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A.Word.A.Daywith Anu Garg
If you are one of more than 600 million people on Facebook, it's likely that you regularly friend (and sometimes unfriend) others. This extending of language -- verbing of nouns -- brings growing pains. Some rail against it.
Why verb a noun when a perfectly serviceable verb 'to befriend' is already a part of the language? But language grows with need, and 'to friend' someone online is not necessarily the same as 'to befriend'. Each new verb or noun adds a new shade to the mosaic of the language.
And it happens all the time. We have the verb 'serve' and the noun 'service', but we extend 'service' to use it as a verb again because 'to service' is not necessarily the same as 'to serve'.
This week we'll serve you five verbs. Put them into service in your conversation and writing, at work, home, and beyond. Friend them into your vocabulary, and don't worry about those who complain against the verbing of nouns (all of this week's words have been verbed from nouns). It has been going on for quite a while now.
The Oxford English Dictionary has the first citation for the word friend as a verb from the year 1225. In fact, 'to friend' has an older pedigree than 'to befriend' (1559). A similar pattern emerges for the undoing part, unfriend (1659) vs. unbefriend (1884).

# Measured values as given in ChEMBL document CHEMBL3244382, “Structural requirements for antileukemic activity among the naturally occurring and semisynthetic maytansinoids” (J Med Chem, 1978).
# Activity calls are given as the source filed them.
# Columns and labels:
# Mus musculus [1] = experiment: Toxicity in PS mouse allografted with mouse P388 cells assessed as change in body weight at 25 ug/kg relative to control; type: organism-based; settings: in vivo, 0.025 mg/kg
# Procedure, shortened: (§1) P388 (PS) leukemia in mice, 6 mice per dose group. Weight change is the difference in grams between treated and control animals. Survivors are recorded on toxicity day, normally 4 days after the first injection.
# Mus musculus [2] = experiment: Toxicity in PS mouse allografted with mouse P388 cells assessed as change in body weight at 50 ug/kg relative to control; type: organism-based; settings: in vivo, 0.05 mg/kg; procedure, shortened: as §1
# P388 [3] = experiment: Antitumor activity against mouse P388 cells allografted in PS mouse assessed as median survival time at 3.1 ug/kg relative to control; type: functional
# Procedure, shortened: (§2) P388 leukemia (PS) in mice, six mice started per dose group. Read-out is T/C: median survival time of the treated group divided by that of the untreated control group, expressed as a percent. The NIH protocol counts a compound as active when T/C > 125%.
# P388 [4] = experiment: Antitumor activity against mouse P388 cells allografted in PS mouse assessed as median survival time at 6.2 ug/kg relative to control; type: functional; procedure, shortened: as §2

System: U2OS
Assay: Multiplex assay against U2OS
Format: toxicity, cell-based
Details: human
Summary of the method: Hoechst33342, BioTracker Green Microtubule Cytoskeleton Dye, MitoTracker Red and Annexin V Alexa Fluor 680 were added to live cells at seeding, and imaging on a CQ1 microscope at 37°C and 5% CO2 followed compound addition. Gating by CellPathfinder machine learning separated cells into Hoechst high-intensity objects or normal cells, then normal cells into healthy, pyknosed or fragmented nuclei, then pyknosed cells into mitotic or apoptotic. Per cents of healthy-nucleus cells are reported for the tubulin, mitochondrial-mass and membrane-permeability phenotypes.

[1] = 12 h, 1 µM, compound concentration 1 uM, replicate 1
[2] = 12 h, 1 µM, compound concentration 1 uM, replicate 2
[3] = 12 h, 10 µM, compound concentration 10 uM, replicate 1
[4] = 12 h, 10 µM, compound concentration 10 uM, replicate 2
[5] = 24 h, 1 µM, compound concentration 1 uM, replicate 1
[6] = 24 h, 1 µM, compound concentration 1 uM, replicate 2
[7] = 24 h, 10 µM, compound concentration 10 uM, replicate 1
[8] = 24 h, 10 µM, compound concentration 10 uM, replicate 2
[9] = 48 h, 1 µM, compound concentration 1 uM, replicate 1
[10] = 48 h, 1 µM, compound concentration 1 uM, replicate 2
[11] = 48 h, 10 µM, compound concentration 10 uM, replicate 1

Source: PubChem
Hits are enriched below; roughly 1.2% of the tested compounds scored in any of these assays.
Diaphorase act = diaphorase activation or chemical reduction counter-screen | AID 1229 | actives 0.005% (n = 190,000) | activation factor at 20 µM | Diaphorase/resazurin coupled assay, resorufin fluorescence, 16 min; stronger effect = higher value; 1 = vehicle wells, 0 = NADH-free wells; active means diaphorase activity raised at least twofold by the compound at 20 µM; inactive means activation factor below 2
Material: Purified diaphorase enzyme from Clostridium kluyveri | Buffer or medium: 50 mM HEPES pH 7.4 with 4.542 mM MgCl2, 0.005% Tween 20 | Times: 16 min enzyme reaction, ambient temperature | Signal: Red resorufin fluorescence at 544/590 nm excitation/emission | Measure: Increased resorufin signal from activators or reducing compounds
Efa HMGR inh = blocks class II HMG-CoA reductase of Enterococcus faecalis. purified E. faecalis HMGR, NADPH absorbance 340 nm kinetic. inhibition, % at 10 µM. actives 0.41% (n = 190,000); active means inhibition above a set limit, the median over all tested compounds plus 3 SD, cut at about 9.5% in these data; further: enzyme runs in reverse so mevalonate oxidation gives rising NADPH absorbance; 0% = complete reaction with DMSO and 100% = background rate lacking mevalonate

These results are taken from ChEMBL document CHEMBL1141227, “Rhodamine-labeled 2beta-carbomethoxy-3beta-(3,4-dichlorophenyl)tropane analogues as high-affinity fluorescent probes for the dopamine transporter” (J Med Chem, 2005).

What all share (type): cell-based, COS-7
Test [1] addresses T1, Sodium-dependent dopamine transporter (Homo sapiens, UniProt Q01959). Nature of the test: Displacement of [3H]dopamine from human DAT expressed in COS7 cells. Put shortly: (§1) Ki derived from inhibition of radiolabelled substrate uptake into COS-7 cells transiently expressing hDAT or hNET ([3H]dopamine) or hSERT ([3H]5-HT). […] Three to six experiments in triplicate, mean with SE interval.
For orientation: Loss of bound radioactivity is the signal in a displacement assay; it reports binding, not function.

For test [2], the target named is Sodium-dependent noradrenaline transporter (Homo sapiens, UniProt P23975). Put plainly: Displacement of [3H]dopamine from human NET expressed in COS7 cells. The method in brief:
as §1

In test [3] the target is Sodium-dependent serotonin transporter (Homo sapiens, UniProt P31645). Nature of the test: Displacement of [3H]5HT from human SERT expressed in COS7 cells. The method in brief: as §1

There was no Facebook, no Web, no computers, not even electricity back in the 13th century. But there was language, and a need to stretch it to fill a need. And long after Facebook is gone, we'll continue using language in ways that fit. Here's to verbing of nouns (and nouning of verbs)!
1. To make pale by preventing exposure to sunlight.
2. To make weak by stunting the growth of.
3. To become pale, weak, or stunted.
ETYMOLOGY:From French étioler (to make pale), from Latin stipula (straw). Earliest documented use: 1791.
USAGE:"America itself was a stunted universe where men etiolate and shrink."
Herb Greer; Down With the Yanks! (Book Review); The World & I (Washington, DC); Feb 2004.
"Convinced republican that I am, and foe of the prince who talks to plants and wants to be crowned 'head of all faiths' as well as the etiolated Church of England, I find myself pierced by a pang of sympathy. Not much of a life, is it, growing old and stale with no real job except waiting for the news of Mummy's death?"
Christopher Hitchens; Beware the In-Laws; Slate (New York); Apr 18, 2011.
"If the history of the American sentence were a John Ford movie, its second act would conclude with the young Ernest Hemingway walking into a saloon, finding an etiolated Henry James slumped at the bar in a haze of indecision, and shooting him dead."
Adam Haslett; The Art of Good Writing; Financial Times (London, UK); Jan 21, 2011.
See more usage examples of etiolate in Vocabulary.com's dictionary.
A THOUGHT FOR TODAY:I have never met a man so ignorant that I couldn't learn something from him. -Galileo Galilei, physicist and astronomer (1564-1642)